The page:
Posted by BridgeAthletic on Jul 19, 2017 8:00:00 AM
Hip mobility is very important for all athletes, especially for players that spend a significant amount of time sitting when they aren’t training or competing. Whether athletes are working 8-hour days at a desk, or spending hours in the classroom, sitting shortens the hip-flexors and weakens the glute muscles which negatively impacts hip mobility and player performance. It is important for coaches to design a strength program that includes hip mobility exercises and stretches in order to offset tight muscles from hours of sitting.
Hip Mobility and Athletic Performance
The hip joint is anatomically complex and contains over 15 muscles that work together to give the hip a full range of motion. Hip flexibility and mobility allows athletes to become more powerful and perform athletic movements efficiently. From powerful dives off the blocks in swimming to jumping over hurdles with greater ease at a track meet, hip mobility enhances athletic performance. Having tight hip muscles can impede an athlete's full range of motion. Lack of hip mobility also causes athletes to execute lifting exercises incorrectly and put strain on their back muscles. These muscles are susceptible to injury, especially when lifting heavy loads. Thus, improving hip mobility will not only increase athletic performance, but can also help prevent lower back pain or injury and boost explosive movements.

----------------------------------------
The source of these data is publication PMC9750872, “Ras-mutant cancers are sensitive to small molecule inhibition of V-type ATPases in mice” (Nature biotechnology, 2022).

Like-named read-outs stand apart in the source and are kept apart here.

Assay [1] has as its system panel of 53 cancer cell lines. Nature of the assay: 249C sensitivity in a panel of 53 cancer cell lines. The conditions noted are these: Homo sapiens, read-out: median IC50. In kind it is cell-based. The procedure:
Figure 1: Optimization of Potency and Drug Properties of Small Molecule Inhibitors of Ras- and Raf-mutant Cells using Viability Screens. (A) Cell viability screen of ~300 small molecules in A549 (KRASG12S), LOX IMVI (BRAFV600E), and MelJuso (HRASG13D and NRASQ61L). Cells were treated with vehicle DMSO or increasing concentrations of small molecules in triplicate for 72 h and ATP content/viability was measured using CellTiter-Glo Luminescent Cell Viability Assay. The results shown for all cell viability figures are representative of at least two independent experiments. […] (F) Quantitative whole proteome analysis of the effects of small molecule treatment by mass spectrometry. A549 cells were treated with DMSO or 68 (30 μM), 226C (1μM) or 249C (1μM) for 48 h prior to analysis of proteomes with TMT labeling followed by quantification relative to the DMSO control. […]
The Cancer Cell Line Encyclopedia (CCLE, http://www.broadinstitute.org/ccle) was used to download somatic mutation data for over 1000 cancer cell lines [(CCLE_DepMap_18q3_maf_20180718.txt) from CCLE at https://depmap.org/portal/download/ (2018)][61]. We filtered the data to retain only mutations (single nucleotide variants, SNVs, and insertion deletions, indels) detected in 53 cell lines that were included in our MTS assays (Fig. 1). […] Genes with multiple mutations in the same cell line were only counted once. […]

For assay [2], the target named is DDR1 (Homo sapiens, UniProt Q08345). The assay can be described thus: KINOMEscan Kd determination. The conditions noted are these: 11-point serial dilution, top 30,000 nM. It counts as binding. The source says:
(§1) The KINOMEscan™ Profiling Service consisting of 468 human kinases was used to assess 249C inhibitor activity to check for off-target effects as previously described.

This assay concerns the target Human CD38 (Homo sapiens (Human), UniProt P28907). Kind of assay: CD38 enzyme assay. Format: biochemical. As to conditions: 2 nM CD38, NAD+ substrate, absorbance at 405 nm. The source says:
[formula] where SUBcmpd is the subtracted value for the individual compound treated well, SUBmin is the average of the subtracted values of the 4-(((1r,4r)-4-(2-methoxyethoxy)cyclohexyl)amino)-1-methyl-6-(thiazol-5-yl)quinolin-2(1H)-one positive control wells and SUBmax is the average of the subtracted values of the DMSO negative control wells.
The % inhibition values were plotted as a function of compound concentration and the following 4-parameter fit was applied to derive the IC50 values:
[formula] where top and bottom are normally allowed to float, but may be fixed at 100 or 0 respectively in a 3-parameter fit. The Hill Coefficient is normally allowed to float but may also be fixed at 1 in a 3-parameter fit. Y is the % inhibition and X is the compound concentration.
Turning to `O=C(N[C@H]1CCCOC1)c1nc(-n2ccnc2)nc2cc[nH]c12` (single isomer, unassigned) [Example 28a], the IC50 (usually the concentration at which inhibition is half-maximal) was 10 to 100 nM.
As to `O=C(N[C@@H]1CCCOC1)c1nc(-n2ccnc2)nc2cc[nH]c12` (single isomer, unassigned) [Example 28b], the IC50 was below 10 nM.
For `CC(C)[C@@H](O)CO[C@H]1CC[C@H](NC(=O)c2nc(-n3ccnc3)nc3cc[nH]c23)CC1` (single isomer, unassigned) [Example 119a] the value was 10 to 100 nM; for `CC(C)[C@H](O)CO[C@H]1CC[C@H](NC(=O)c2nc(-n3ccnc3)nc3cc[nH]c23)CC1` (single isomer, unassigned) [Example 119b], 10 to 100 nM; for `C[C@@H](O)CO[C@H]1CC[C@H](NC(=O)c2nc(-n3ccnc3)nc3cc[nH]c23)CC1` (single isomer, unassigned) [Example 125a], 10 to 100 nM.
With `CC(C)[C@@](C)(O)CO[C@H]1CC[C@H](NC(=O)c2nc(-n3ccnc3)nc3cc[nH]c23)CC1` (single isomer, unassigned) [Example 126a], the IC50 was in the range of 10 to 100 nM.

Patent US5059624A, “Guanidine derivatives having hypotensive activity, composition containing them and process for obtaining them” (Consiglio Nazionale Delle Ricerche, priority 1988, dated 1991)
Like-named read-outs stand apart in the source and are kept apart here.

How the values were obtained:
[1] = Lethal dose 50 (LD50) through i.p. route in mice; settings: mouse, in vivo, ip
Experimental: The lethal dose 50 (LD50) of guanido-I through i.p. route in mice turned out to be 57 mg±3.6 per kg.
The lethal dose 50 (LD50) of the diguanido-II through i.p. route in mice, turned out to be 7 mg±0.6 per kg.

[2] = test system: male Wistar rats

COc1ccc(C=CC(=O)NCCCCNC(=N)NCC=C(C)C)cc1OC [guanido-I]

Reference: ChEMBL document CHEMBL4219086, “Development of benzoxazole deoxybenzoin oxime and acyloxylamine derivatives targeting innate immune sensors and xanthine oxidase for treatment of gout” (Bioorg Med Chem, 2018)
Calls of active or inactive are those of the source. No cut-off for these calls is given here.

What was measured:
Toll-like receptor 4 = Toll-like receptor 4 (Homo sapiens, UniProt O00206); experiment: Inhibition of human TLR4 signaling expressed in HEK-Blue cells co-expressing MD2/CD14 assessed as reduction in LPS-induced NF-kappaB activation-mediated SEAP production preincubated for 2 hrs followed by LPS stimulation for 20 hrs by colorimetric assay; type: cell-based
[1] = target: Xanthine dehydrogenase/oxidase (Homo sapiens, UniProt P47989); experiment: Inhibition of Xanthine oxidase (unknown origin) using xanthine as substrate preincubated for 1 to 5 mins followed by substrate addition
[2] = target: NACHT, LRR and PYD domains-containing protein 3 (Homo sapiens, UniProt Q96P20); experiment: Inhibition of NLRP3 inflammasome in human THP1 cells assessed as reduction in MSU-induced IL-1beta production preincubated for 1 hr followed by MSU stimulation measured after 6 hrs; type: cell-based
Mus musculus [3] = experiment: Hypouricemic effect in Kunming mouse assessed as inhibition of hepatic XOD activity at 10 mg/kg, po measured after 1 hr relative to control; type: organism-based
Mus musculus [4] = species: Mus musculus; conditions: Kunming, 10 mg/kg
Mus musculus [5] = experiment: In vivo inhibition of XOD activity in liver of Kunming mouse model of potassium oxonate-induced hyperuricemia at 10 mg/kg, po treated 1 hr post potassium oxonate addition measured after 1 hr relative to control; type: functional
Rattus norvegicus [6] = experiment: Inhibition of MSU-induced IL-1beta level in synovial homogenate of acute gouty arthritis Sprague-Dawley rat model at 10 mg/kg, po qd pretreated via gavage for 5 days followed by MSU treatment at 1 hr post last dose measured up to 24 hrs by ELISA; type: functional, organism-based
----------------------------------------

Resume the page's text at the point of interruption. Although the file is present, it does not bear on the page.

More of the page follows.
Improving Hip Mobility
Coaches should implement a few hip mobility stretches and exercises when designing a strength program. Foam rolling hip flexors and other leg muscles is a simple and easy way for athletes to release tension and encourage hip mobility. To learn more check out this article on foam rolling. Here are a series of exercises to incorporate when designing a strength program that will enhance flexibility and hip mobility for athletes.
Hip Flexor Stretch
Burpee Spider Pushup
Sitting for lengthy periods of time contributes to a lack of hip mobility due to tight hip muscles, especially the hip-flexors. Designing a strength program with simple hip mobility stretches and exercises such as foam rolling or the scorpion stretch are great ways to release this tension. Working hard in the weight room and spending extra time enhancing hip mobility will optimize athletic performance. To learn more about designing a strength program that is sport-specific and periodized check out this article.
Topics: Performance Trends